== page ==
Dan Ariely, a highly regarded behavioral economist, was asked the following question by one of his readers:
My partner and I live in a pretty 250-townhouse condo development, but we have a problem with people who don’t clean up after their dogs… Our condo fees pay someone big bucks to clean up after the dogs, and there’s a $50 fine when owners fail to clean up after their dogs. But you have to know who the dog owner is, catch him in the act, and report him to the condo corporation. This policy is not working. What can we do?
Ariely’s answer is simple, but highly instructive for many aspects of human behavior:
A great deal of research shows that what people do is less a function of what’s legal than of what they find socially acceptable—social norms. If dog owners see a lot of droppings around the condo area, they will find it perfectly acceptable to continue in this tradition, but they would feel guilty leaving doggy souvenirs behind if the grounds were pristine. Research on social norms tells us that violators are not only acting selfishly but are also making it more likely that others will follow their example. This means that you should work extra hard to establish a better standard of conduct—because once the social norm is set to clean up after the dogs, the good behavior will maintain itself.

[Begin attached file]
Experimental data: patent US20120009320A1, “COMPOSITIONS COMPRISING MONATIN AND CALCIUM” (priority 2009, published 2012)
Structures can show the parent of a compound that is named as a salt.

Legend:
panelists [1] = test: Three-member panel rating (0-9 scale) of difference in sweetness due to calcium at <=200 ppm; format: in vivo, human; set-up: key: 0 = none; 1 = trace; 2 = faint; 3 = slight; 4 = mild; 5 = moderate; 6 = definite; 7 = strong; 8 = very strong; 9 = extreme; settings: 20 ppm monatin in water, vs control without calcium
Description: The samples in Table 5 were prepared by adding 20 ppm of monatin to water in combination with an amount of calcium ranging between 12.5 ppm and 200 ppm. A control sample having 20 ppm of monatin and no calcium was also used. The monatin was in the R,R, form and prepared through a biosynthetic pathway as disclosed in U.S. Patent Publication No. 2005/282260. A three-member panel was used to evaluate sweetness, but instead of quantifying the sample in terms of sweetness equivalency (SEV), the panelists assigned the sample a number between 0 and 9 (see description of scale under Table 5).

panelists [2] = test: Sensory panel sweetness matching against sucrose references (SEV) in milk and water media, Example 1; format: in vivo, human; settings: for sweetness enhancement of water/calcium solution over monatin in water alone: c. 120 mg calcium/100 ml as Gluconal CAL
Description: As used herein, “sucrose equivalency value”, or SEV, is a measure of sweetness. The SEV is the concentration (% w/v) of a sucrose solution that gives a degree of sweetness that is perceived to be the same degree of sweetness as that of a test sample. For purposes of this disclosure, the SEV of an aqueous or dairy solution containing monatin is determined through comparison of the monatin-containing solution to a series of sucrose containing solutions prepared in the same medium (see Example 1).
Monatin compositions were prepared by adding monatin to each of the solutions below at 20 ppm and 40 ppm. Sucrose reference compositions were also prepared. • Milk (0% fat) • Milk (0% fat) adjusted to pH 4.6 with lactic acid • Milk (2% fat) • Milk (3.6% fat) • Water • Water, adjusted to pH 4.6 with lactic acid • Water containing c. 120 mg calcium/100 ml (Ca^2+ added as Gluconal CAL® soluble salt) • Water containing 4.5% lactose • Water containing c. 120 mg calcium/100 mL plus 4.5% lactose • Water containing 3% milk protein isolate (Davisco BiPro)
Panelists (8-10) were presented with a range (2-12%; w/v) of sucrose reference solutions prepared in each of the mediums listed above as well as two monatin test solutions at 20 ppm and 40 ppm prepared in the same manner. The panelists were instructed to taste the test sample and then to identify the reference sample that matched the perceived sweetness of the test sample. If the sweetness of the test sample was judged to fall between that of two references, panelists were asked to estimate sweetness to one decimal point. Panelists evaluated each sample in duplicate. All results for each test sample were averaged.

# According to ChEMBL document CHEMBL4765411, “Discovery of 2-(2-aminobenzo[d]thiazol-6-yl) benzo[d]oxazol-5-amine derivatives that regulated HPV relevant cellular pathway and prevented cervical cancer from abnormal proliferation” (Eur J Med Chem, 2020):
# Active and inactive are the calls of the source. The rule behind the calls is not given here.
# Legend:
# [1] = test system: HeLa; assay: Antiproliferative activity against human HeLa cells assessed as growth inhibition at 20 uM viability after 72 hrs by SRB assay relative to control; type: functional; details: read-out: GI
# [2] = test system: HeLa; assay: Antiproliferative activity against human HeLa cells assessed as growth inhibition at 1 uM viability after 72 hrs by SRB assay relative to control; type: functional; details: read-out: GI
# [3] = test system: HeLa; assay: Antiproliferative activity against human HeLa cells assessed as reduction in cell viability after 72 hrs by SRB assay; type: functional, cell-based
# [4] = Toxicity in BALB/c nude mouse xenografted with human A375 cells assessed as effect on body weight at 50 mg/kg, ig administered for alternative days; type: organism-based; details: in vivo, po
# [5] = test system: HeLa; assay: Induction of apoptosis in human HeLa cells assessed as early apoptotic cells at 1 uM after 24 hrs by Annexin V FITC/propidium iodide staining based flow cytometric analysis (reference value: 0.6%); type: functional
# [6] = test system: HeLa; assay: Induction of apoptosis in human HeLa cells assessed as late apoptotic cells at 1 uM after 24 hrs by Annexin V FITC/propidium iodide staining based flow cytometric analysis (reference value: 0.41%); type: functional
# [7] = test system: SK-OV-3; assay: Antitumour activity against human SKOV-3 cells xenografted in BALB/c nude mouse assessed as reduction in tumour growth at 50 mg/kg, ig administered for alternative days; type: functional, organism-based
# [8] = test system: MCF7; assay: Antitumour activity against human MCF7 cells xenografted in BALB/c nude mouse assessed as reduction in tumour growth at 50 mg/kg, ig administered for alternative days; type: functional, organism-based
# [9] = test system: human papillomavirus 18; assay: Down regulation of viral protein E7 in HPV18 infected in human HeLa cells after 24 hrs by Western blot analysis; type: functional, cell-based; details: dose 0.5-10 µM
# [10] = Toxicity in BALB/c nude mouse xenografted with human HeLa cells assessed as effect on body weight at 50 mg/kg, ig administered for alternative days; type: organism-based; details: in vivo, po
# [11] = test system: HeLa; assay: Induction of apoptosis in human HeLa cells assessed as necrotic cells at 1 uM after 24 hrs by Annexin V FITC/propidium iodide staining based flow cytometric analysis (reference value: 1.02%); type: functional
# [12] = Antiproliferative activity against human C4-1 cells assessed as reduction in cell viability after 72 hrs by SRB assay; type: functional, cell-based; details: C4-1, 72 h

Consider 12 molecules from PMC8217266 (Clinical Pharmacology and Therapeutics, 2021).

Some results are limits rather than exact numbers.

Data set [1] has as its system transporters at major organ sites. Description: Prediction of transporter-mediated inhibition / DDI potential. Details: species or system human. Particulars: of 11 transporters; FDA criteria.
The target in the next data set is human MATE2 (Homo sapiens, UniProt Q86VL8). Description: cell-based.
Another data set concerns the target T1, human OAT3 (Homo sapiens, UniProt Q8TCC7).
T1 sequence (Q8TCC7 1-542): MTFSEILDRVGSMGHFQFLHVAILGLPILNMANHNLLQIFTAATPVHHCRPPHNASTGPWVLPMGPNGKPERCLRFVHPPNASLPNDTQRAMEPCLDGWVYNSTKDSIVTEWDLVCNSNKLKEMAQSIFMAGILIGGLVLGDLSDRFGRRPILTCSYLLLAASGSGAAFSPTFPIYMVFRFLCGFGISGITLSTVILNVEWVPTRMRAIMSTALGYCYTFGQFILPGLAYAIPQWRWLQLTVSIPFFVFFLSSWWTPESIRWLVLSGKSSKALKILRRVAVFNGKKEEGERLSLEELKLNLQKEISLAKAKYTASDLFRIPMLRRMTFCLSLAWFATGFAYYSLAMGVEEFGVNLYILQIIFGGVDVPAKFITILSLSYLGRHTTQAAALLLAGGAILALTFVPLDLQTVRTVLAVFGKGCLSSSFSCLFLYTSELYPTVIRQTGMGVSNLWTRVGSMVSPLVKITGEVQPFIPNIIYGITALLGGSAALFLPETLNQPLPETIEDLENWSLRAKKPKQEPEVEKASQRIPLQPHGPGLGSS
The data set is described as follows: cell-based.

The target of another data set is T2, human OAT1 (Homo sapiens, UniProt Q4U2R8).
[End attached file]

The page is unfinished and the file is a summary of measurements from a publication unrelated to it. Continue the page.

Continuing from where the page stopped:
Should I make the extra effort to daven with a minyan during the week, or should I just daven at home? What kinds of television shows will I allow my children – and, for that matter, myself – to watch? And what kinds of leisure activities are appropriate for Shabbat afternoon?
Although Halacha (Jewish law) should technically be the sole arbiter of these questions, reality is far more complex. As Ariely notes, people’s actions are “less a function of what’s legal than of what they find socially acceptable.” It is inevitable that the answers our friends and neighbors provide to these questions will significantly influence our decisions. Although we may be intellectually aware of the Halacha’s standard, that standard is easy to ignore if it is not upheld, in practice, by the rest of the community.
When Rav Yochanan ben Zakkai was on his death bed, his disciples came to visit him and ask for his blessing. Rabbi Yochanan chose this powerful moment to remind his students of the power of social norms:
He said to them: May it be [God’s] will that the fear of heaven shall be upon you like the fear of flesh and blood. His disciples said to him: Is that all? He said to them: If only [you can attain this]! You can see [how important this is], for when a man wants to commit a transgression, he says, I hope no man will see me. (Berachot 28b)
It’s disheartening to realize that being “socially acceptable” is the underlying motivator for so many of our decisions. But once we are honest with ourselves as to our true motivations, we can use this powerful insight to our advantage. Imagine if we could create social norms in our community, whereby people felt compelled to strengthen their own Torah observance because “everyone else is doing it.” A man can dream, can’t he?